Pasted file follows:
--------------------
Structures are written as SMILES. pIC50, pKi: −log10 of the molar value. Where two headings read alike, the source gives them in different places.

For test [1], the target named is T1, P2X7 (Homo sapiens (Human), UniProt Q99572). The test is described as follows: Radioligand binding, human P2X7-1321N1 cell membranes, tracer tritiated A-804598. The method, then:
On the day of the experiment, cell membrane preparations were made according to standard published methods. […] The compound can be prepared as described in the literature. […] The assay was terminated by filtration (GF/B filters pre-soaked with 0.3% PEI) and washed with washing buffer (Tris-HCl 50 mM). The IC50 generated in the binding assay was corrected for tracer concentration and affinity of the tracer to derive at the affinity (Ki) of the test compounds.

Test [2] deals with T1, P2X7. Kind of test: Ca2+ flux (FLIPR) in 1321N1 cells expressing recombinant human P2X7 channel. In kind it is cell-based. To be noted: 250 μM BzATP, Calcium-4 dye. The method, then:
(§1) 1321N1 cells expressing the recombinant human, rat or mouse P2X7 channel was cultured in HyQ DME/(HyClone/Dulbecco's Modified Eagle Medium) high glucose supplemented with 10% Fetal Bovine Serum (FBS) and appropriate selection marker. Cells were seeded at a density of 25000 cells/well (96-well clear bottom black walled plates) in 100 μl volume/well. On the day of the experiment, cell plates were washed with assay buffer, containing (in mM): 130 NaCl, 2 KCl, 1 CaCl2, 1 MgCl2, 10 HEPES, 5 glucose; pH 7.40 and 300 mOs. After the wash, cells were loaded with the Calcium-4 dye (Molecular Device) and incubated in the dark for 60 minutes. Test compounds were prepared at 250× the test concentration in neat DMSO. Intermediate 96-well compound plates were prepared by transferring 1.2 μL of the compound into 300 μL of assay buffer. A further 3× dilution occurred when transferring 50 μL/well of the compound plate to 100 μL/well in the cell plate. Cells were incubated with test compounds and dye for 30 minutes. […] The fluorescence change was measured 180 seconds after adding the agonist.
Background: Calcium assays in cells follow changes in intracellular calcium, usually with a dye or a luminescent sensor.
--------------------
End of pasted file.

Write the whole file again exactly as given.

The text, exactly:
Structures are written as SMILES. pIC50, pKi: −log10 of the molar value. Where two headings read alike, the source gives them in different places.

For test [1], the target named is T1, P2X7 (Homo sapiens (Human), UniProt Q99572). The test is described as follows: Radioligand binding, human P2X7-1321N1 cell membranes, tracer tritiated A-804598. The method, then:
On the day of the experiment, cell membrane preparations were made according to standard published methods. […] The compound can be prepared as described in the literature. […] The assay was terminated by filtration (GF/B filters pre-soaked with 0.3% PEI) and washed with washing buffer (Tris-HCl 50 mM). The IC50 generated in the binding assay was corrected for tracer concentration and affinity of the tracer to derive at the affinity (Ki) of the test compounds.

Test [2] deals with T1, P2X7. Kind of test: Ca2+ flux (FLIPR) in 1321N1 cells expressing recombinant human P2X7 channel. In kind it is cell-based. To be noted: 250 μM BzATP, Calcium-4 dye. The method, then:
(§1) 1321N1 cells expressing the recombinant human, rat or mouse P2X7 channel was cultured in HyQ DME/(HyClone/Dulbecco's Modified Eagle Medium) high glucose supplemented with 10% Fetal Bovine Serum (FBS) and appropriate selection marker. Cells were seeded at a density of 25000 cells/well (96-well clear bottom black walled plates) in 100 μl volume/well. On the day of the experiment, cell plates were washed with assay buffer, containing (in mM): 130 NaCl, 2 KCl, 1 CaCl2, 1 MgCl2, 10 HEPES, 5 glucose; pH 7.40 and 300 mOs. After the wash, cells were loaded with the Calcium-4 dye (Molecular Device) and incubated in the dark for 60 minutes. Test compounds were prepared at 250× the test concentration in neat DMSO. Intermediate 96-well compound plates were prepared by transferring 1.2 μL of the compound into 300 μL of assay buffer. A further 3× dilution occurred when transferring 50 μL/well of the compound plate to 100 μL/well in the cell plate. Cells were incubated with test compounds and dye for 30 minutes. […] The fluorescence change was measured 180 seconds after adding the agonist.
Background: Calcium assays in cells follow changes in intracellular calcium, usually with a dye or a luminescent sensor.